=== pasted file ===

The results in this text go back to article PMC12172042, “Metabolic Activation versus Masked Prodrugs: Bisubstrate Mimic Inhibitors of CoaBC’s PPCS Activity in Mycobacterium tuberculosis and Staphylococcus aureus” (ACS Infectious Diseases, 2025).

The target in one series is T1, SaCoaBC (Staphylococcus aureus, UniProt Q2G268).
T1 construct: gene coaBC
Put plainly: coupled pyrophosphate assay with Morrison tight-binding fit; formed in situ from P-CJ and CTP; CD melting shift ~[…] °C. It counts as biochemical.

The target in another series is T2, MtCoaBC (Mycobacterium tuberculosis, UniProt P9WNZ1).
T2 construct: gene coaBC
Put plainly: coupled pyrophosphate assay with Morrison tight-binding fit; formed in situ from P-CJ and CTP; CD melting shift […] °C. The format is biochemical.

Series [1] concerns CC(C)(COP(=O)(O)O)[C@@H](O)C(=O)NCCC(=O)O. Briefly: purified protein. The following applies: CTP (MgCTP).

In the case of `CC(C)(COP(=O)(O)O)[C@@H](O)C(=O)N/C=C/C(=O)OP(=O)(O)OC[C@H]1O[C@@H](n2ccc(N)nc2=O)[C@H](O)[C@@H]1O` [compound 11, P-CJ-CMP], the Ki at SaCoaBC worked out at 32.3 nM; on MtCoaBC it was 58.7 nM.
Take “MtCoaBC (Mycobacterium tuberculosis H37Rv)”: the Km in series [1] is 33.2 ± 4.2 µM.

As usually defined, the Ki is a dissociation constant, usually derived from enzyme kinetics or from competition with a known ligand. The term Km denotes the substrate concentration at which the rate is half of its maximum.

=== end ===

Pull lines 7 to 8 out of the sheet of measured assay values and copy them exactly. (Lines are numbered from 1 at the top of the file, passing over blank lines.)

Put plainly: coupled pyrophosphate assay with Morrison tight-binding fit; formed in situ from P-CJ and CTP; CD melting shift […] °C. The format is biochemical.

Series [1] concerns CC(C)(COP(=O)(O)O)[C@@H](O)C(=O)NCCC(=O)O. Briefly: purified protein. The following applies: CTP (MgCTP).